TOP STORY >> Base says it depends on doctors in the area
Leader staff writer
If Jacksonville Medical Clinic closes, it will significantly affect airmen and their families who depend on its services, say base leaders.
Relocation of the clinic to Sherwood is a possibility if a second appraisal of the building does not bring down rents to an affordable level.
Closure of the clinic “would have an adverse impact on our clinic, our patients and the mission of Little Rock Air Force Base,” says Col. David Stanczyk, commander of the 19th Medical Group at Little Rock Air Force Base.
According to Stanczyk, airmen rely heavily on the clinic, which is located two miles from the base. The proximity to the base has been convenient for base personnel and families and has facilitated a close working relationship over the years between the clinic physicians and those on base. During times of physician shortages on base, the clinic has supported the 19th Medical Group.
“The outstanding medical care rendered by our civilian medical partners is essential to maintaining the health of our patients,” Stanczyk said. “They routinely see our overflow patients and prevent unnecessary drives to Little Rock for care.”
The clinic is one of several located in Cabot, Jacksonville and Sherwood that the base relies on for medical services, Stanczyk noted, that provide “outstanding support in meeting the overflow acute care needs of patients enrolled to the 19th Medical Group. We sincerely hope this relationship continues for many years to come.”
The possible relocation of the 11-doctor medical group to Sherwood is on hold until a second appraisal can be completed on the clinic building, which is located next to North Metro Medical Center on Braden Street.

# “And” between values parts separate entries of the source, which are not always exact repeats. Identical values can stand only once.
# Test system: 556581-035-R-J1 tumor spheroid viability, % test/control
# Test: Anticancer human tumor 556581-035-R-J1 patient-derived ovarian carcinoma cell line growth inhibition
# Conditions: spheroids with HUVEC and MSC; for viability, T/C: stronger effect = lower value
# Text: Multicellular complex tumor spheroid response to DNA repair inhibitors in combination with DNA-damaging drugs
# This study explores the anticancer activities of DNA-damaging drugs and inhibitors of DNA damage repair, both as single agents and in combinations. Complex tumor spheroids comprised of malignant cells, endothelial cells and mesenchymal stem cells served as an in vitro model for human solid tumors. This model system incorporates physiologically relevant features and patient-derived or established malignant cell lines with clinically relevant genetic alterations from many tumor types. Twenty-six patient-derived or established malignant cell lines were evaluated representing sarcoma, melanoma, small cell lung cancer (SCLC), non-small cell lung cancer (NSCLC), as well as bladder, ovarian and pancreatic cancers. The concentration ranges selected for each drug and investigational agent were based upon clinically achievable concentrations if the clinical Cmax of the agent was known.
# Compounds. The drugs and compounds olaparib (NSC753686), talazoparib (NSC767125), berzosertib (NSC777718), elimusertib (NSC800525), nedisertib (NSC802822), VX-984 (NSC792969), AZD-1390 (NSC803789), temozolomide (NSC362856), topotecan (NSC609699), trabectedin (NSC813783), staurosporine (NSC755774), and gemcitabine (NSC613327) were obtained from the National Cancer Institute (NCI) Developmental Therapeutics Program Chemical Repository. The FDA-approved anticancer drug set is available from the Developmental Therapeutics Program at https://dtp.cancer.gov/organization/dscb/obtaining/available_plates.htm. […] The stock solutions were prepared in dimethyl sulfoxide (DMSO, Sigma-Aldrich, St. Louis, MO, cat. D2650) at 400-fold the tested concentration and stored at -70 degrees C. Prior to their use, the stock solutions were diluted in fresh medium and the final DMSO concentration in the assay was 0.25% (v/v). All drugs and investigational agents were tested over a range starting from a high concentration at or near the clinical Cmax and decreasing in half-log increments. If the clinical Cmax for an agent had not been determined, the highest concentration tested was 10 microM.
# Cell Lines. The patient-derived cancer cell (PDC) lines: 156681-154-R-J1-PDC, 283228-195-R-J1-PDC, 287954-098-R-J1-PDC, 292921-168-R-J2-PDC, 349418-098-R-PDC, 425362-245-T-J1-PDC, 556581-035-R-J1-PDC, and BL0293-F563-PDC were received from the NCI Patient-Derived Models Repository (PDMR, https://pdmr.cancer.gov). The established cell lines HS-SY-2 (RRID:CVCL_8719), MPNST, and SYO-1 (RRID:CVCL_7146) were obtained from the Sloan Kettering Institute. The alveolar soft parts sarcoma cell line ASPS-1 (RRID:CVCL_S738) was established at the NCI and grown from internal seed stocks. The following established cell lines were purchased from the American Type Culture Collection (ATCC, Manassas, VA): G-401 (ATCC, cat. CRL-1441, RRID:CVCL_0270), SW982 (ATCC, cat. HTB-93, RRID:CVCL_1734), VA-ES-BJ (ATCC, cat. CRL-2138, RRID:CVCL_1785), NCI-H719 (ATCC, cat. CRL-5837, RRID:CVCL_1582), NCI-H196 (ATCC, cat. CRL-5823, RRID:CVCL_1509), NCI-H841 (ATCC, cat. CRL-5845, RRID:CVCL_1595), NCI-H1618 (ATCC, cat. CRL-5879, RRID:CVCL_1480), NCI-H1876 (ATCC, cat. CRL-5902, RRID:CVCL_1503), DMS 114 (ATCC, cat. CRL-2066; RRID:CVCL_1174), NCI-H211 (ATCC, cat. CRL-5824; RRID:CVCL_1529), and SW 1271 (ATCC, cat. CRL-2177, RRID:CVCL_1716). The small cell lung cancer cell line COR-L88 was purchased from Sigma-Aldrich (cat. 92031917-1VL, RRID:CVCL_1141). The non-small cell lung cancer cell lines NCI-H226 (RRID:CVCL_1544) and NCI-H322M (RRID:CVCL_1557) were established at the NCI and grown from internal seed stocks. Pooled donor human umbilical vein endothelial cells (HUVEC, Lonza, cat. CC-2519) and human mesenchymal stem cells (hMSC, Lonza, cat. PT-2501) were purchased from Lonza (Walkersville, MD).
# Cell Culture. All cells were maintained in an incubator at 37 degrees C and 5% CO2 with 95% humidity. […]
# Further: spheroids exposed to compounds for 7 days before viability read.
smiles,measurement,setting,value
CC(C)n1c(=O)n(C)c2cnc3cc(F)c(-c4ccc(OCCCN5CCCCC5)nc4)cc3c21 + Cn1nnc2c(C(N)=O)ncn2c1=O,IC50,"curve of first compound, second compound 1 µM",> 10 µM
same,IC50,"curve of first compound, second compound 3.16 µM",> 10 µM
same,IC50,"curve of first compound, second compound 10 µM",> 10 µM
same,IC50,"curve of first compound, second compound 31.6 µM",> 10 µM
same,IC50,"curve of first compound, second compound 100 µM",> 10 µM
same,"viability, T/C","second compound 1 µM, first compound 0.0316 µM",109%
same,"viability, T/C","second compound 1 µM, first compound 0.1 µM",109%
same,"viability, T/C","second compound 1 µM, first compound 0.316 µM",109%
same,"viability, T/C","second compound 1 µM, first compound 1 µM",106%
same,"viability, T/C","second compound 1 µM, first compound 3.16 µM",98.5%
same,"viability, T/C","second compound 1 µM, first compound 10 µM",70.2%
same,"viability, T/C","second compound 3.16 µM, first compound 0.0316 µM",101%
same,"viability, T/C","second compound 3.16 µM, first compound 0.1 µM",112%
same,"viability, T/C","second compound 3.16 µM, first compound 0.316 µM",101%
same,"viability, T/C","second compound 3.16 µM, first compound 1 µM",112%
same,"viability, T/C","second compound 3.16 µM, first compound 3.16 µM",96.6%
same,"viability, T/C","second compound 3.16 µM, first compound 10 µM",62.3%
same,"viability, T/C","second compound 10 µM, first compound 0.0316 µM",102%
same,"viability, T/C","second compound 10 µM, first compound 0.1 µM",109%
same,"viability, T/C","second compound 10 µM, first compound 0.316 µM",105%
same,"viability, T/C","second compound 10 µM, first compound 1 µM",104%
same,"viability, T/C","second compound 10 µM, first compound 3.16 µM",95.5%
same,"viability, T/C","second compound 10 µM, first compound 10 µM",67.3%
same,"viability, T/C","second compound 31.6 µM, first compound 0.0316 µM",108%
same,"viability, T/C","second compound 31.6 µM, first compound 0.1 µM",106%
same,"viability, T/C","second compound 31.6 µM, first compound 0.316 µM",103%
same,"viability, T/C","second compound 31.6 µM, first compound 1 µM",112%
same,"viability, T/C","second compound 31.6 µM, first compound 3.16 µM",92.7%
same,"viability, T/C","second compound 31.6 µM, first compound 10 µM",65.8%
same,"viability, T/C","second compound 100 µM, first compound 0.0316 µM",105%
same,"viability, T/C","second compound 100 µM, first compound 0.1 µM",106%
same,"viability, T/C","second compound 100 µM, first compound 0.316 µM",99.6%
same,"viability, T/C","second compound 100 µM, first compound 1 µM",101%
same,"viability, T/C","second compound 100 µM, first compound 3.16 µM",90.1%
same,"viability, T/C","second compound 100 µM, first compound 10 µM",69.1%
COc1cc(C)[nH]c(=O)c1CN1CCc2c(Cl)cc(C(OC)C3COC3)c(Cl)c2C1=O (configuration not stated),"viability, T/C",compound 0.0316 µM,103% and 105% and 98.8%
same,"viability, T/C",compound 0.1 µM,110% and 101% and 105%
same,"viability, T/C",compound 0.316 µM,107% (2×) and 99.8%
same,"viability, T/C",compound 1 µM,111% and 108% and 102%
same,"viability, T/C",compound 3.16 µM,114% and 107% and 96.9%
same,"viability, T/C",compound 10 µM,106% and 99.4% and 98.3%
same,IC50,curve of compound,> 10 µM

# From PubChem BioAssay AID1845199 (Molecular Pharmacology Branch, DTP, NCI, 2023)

The doctors sought the first appraisal last fall after being informed by hospital management a year ago that the rent on the building was going up. By law, the hospital must rent clinic space in accord with a property’s market value.
The findings of the first appraisal, which doctors contest is more in line with west Little Rock real estate values those of than north Pulaski County, forced their rent up from $5 per square foot to $17 per square foot, or $459,000 a year. But the higher rent includes maintenance and other services provided by the hospital, which the doctors used to pay for until this year because of the lower rent.
St. Vincent Medical Center/North in Sherwood has offered the Jacksonville doctors $14 a square foot, which would save them about $100,000 a year. When the second appraisal will be finish is not yet certain. Clinic management said that a timeline has not yet been established.
Sharron Stephens, administrator of the Jacksonville Medical Clinic, said she hopes that the medical group can remain in Jacksonville.
“We are concerned for a lot of our senior patients who can’t find doctors,” if the clinic closes, she said. Finding a physician willing to take Medicare patients is difficult, because the Medicare reimbursement rate only meets overhead expenses.
At the first of the year, the doctors at the clinic severed their employee relationship with North Metro Medical Clinic. With that came another change that has troubled a special group of Jacksonville seniors – hospital auxiliary volunteers.
The non-paid auxiliary workers who served at the clinic were let go; only the two who are paid stayed on. There was no choice, said Stephens.
Some of the volunteers who were dismissed had served at the clinic for many decades and are saddened by the change, they told The Leader.
“We can’t have the auxiliary here because the clinic is now for-profit, Stephens said. “It is just a labor board rule. It is not that we did not want them.”